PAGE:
The first two-thirds of Nineteen Eighty-Four portrays the future as a schizoid, psychotic world, but Orwell counterpoints this disturbing portrait by showing that an awareness of the past (which the Party is determined to extirpate from human consciousness) provides a means of understanding the present and becomes the single resource by which the novel's protagonist, Winston Smith, can preserve his sanity and establish his individuality. While the world of 1984 has virtually erased the private, subjective life, Winston surreptitiously begins his diary (itself a political crime) in order to give form to his "ancestral memory," a vague term which is used to express the recesses of his cultural consciousness, his shadowy sense of the past, and his last vestiges of a communal human spirit. The motivation for Winston's revolt is not so much political as it is cultural and historicalhe seeks to validate his "ancestral memory" by seeking out ordinary, bourgeois experience (a quest not entirely dissimilar to Flory's, Comstock's, or Bowling's). Toward this end he gathers a number of relics of the past: a diary, a paperweight, and Charrington's upstairs room, where he and Julia make love. There is a timeliness and peace about this bourgeois room, and it becomes a place where he and Julia can establish (albeit temporarily) a normative and private life. This "pocket of the past" is both an escape from the nightmarish world of Oceania and a place where they can recover the sources of ordinary human experience, which the party recognizes as an embryonic threat to their control and therefore seeks to extinguish. It is important to remember that this work, like previous works of Orwell's, does not simply assert a nostalgia for the past but asserts the value and significance of the past to human consciousness, and therefore to the preservation of human liberty and the human heritage.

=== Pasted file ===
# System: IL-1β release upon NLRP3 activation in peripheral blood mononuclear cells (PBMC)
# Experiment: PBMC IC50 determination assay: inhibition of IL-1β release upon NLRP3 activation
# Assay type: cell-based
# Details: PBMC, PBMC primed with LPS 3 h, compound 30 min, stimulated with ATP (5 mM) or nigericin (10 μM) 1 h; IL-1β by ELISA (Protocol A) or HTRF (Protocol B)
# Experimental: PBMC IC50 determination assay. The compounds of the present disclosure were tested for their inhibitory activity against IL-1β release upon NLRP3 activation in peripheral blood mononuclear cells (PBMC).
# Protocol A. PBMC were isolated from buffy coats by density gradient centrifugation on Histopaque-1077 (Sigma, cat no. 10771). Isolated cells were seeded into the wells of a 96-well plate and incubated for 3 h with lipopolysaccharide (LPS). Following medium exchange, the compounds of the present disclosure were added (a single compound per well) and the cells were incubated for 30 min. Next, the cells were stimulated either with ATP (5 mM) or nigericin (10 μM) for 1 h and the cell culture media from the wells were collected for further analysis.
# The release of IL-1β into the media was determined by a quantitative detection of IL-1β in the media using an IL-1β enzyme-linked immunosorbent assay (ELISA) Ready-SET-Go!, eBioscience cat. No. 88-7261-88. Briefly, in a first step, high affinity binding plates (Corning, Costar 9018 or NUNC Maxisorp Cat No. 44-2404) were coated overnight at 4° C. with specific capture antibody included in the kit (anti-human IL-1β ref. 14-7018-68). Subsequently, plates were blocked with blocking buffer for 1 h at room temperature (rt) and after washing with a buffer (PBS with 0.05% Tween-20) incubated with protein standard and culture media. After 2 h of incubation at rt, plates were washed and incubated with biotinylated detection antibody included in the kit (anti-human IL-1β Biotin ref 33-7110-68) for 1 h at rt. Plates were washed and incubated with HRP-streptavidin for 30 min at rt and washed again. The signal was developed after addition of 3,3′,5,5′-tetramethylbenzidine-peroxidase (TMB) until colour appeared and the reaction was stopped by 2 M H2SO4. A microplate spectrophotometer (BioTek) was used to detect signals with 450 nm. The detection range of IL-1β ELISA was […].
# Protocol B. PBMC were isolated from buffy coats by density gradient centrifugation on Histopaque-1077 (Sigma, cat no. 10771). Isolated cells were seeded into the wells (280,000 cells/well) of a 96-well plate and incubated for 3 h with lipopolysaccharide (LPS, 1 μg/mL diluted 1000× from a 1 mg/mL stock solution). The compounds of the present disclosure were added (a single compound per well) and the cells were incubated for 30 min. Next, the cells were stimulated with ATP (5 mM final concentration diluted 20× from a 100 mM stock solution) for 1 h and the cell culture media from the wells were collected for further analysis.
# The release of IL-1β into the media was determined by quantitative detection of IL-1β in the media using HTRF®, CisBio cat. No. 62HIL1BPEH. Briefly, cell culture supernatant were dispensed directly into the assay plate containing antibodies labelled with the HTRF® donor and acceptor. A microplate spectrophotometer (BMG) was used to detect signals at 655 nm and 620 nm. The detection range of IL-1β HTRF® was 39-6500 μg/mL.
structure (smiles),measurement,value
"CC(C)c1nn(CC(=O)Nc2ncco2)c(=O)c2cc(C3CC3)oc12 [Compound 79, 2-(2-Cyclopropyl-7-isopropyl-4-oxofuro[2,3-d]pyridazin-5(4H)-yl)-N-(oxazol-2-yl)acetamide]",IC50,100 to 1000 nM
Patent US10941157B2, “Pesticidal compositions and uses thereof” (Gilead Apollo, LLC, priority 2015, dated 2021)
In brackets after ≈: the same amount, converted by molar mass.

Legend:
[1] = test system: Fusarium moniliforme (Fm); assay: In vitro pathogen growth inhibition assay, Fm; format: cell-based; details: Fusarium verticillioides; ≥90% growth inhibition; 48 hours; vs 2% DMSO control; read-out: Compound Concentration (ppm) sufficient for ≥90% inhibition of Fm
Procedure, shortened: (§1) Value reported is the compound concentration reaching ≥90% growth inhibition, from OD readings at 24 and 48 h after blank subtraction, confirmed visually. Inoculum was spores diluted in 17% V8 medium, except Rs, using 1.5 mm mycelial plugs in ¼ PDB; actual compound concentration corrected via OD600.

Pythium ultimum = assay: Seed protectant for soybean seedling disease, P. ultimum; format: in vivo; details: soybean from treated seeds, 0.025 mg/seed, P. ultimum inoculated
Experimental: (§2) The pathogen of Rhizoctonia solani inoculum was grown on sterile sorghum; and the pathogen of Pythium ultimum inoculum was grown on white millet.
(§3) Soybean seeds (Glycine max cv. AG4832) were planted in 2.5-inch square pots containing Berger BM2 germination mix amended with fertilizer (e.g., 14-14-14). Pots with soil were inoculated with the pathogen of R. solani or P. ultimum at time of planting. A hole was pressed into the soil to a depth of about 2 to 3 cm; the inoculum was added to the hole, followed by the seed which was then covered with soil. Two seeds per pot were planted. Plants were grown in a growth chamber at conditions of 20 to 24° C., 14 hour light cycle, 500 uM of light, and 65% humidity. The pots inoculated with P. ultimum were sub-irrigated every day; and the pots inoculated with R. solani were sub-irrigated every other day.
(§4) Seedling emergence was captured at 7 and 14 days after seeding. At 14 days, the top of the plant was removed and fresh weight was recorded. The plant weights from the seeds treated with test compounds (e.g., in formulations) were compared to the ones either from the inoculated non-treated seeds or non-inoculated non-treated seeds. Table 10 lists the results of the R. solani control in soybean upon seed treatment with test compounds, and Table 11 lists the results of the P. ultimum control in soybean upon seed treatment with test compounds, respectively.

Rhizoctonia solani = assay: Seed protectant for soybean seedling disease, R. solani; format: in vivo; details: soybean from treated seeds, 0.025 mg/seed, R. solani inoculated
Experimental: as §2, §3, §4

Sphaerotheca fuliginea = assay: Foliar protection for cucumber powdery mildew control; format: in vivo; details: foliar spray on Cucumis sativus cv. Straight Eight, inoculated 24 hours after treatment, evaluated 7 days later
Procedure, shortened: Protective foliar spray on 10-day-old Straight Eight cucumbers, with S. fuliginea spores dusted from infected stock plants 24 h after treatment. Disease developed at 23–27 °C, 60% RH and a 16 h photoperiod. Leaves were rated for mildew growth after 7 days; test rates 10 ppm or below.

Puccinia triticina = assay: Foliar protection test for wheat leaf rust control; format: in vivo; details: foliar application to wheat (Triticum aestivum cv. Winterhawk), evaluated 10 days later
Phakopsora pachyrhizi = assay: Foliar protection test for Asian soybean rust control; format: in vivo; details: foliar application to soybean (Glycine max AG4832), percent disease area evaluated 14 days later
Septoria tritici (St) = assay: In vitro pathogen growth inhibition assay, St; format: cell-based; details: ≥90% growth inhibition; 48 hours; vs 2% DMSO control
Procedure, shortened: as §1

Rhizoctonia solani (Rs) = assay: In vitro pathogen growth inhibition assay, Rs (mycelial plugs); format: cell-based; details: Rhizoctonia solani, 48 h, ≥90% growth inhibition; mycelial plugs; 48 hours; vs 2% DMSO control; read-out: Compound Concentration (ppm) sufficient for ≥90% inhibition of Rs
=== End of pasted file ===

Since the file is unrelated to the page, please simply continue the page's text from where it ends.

The only hope outside of himself that Winston feels lies in his quasi-faith in the proles, who comprise eighty-five percent of the population (a large figure which suggests that it comprises the majority of common, ordinary Englishmen, what Orwell elsewhere referred to as the "big public"). Winston believes that they have unconsciously preserved the ordinary values and habit of life through an "ancestral transmission of the human spirit," and yet he finds in them no potential for acting upon their instincts or even of becoming conscious of their instinctual heritage. The proles are strikingly evocative of a pre-1914 working-class world, a class that Orwell periodically idealized, but whose "semi-anaesthesia" he feared would abet their own oppression. The image of the working-class woman who sings as she hangs up her clothes defines for Winston the abiding human spirit that the Party has not extinguished, but, finally, the proles are no more conscious of their past or of their heritage than are the animals in Animal Farm and are vulnerable to the same kind of oppression.